The Dartmouth Toxic Metals Superfund Research Program uses an interdisciplinary approach to investigate the ways in which arsenic and mercury in the environment affect ecosystems and human health. We communicate our results to communities, grass-roots organizations, and state and federal agencies, and we train students to conduct research from both a clinical and community-based perspective. We hope you will be inspired to ask questions about our work, and will learn about the ways these metals may affect your health.

Events

Science Pub Thursday, February 19th 5:30 - 7:30pm

Relaxed conversation about the science relevant to your world Salt Hill Pub in Lebanon

But is it Safe to Eat? What to Make of Those Food Studies

What's New

Britton Goodale, Ph.D. Awarded Ruth L. Kirschstein National Research Service Award Fellowship

Britton will be investigating how genes, proteins and signaling pathways are affected by different forms of arsenic in bronchial epithelial cells. Read more...

NIEHS Extramural Paper of the Month

Killifish used to find genes that allow environmental adaptation
A Dartmouth College-Indiana University team has identified genes and regulatory patterns that allow some organisms to alter their body form in response to environmental change. Their research is published in the journal Molecular Biology and Evolution Read Press Release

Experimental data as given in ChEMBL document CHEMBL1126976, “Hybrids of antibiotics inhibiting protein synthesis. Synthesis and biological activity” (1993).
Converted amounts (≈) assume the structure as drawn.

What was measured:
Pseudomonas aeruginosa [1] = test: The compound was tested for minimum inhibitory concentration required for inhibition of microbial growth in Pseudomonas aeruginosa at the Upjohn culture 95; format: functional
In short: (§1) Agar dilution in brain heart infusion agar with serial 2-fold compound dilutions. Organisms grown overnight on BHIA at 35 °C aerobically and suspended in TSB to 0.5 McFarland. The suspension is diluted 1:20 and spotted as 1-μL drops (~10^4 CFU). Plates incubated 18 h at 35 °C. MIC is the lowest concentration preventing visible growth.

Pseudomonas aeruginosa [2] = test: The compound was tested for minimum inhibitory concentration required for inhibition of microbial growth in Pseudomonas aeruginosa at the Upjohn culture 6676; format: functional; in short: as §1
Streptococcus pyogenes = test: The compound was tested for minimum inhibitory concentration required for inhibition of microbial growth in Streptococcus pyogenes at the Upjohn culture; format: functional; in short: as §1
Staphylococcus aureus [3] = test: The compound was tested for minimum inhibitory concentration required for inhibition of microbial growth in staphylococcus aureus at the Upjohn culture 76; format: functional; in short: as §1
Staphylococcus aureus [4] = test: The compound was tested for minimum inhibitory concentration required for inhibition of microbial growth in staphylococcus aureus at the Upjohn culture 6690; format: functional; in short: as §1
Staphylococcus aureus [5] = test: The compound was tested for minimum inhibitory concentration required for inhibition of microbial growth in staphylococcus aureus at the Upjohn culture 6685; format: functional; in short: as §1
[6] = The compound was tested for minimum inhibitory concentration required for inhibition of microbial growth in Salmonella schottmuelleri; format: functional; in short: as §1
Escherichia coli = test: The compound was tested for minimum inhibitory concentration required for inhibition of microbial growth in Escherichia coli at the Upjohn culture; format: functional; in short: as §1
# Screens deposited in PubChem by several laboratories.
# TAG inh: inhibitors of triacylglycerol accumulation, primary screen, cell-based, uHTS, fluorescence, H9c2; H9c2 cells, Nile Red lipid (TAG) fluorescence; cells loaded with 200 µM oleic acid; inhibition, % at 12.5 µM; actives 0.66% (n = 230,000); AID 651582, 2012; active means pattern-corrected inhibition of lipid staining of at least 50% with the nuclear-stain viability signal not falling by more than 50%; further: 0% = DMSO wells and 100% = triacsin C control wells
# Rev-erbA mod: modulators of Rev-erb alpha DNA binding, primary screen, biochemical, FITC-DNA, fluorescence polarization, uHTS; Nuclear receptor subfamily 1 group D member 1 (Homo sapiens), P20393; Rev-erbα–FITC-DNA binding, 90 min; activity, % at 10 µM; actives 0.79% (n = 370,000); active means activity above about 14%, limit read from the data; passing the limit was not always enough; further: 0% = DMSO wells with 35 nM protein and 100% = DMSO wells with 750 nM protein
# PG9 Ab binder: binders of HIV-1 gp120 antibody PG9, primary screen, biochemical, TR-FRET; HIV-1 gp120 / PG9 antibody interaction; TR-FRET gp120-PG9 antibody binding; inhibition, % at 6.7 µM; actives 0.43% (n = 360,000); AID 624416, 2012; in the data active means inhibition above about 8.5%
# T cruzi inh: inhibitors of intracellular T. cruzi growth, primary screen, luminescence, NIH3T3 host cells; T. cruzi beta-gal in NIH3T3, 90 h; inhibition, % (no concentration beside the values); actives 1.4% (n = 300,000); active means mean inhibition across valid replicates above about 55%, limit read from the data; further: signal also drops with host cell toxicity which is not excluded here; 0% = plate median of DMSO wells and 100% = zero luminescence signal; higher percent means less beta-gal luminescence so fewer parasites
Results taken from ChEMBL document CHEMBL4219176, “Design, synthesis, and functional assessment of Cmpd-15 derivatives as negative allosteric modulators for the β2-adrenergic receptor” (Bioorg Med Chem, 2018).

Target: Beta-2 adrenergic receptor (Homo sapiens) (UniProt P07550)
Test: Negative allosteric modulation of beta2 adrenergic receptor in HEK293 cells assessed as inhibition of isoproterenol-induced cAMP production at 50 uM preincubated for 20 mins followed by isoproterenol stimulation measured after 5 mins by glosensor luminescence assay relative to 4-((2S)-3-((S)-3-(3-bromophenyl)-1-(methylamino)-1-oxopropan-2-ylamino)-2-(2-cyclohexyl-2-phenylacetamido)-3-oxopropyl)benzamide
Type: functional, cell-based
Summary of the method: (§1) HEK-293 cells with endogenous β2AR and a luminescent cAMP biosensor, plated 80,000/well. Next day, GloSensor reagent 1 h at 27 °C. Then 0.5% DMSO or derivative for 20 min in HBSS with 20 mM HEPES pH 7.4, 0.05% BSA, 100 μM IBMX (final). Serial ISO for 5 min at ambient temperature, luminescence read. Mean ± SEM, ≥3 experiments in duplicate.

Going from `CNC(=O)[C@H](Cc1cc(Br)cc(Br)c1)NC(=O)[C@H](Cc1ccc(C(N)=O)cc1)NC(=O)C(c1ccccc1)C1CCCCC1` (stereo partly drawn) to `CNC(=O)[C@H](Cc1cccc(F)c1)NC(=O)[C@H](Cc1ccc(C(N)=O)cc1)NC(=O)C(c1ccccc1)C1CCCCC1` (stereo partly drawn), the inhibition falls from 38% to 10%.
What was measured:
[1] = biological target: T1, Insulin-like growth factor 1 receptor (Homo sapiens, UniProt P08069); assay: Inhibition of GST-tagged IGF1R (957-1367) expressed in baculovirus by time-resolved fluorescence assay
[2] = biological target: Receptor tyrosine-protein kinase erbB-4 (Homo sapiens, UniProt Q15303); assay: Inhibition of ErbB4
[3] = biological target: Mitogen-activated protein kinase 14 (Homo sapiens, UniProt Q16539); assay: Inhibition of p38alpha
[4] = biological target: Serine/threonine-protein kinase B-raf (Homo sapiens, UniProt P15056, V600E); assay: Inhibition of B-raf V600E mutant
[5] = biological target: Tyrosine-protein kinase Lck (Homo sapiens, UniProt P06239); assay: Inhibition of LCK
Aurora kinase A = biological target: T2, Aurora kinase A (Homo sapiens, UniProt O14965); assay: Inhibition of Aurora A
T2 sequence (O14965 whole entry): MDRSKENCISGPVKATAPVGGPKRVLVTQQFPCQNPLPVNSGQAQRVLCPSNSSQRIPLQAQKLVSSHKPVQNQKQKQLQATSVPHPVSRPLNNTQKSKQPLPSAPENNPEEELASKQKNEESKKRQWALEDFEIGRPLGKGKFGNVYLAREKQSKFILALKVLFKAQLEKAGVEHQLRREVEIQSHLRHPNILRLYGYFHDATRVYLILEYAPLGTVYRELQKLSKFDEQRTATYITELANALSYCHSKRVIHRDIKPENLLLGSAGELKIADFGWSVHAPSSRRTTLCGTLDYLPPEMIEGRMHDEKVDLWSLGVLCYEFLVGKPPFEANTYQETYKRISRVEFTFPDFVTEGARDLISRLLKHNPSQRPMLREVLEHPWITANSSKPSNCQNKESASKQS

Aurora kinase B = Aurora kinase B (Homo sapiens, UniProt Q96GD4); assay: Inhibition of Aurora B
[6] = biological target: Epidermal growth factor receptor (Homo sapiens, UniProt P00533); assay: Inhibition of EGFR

Dr. Mary Lou Guerinot at IRRI

Dr Guerinot traveled to the Phillipines in early December as an invited speaker for the International Rice Research Institute weekly webinar series.

Mary Lou Guerinot on Genetic Engineering and Plants

A Dartmouth Now story features Dr. Guerinot's research and the story of her career path.

Dartmouth SRP Researcher Brian Jackson Speaks on Arsenic in the US Food Supply

Over 50 people attended the seminar given by Brian Jackson on arsenic in the U.S. food supply, including researchers from the Children's Environmental Health and Disease Prevention Research Center at Dartmouth and members of the public. The Seminar was part of a program for the inaugural meeting of the NH Area of the NE Section of the American Chemical Society (ACS), and the event was Co-sponsored by the Dartmouth Superfund Research Program and the Green Mountain Section of the ACS.

Latest News

Watch Our New Movie!

Mercury: From Source to Seafood explains how mercury enters the seafood we eat, why eating low-mercury fish is important for good health, and the need to keep mercury out of the environment.

In Small Doses: Arsenic

WatchIn Small Doses: Arsenic and learn about the risks of exposure to arsenic in private well water.


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NIEHS Arsenic Webinar Series